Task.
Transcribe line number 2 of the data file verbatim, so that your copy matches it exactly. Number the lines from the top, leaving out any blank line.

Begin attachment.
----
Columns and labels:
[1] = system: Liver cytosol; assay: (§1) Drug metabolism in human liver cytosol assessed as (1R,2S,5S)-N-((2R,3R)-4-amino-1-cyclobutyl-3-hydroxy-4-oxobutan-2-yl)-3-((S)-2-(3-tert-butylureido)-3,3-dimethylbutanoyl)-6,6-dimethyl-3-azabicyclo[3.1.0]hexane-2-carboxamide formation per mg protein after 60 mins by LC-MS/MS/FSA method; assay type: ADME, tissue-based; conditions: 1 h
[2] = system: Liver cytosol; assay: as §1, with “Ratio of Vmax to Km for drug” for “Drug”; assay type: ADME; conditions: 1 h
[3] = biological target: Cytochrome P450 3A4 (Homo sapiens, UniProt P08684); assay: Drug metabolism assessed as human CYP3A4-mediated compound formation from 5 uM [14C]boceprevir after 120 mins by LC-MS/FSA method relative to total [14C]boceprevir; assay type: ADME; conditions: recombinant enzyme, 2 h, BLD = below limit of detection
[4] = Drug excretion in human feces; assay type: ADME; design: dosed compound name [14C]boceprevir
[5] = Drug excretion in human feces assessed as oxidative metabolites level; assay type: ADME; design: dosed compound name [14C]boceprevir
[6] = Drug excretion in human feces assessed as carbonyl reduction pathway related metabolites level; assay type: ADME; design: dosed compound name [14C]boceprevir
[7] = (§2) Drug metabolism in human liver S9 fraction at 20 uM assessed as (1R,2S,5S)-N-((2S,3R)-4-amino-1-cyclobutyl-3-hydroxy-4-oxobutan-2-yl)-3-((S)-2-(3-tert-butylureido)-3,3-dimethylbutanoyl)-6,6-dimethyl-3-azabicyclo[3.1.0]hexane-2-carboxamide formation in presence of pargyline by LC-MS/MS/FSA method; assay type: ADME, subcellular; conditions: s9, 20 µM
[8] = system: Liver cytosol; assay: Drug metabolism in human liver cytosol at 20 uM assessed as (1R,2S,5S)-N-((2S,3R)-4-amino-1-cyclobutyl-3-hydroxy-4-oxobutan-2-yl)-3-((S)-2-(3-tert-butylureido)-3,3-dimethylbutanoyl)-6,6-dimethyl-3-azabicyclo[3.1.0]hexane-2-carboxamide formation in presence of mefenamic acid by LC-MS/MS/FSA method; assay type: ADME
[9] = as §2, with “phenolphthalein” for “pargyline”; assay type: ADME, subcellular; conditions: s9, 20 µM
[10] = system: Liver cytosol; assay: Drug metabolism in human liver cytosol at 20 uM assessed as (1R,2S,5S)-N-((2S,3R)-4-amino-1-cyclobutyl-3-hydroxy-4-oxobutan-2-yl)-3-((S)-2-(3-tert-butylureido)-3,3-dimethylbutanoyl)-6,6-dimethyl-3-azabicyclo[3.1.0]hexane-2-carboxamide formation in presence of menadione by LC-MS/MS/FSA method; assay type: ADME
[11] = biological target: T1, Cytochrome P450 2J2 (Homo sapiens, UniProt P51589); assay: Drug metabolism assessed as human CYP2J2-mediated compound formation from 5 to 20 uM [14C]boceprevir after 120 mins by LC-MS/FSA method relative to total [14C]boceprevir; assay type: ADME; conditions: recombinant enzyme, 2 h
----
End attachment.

[1] = system: Liver cytosol; assay: (§1) Drug metabolism in human liver cytosol assessed as (1R,2S,5S)-N-((2R,3R)-4-amino-1-cyclobutyl-3-hydroxy-4-oxobutan-2-yl)-3-((S)-2-(3-tert-butylureido)-3,3-dimethylbutanoyl)-6,6-dimethyl-3-azabicyclo[3.1.0]hexane-2-carboxamide formation per mg protein after 60 mins by LC-MS/MS/FSA method; assay type: ADME, tissue-based; conditions: 1 h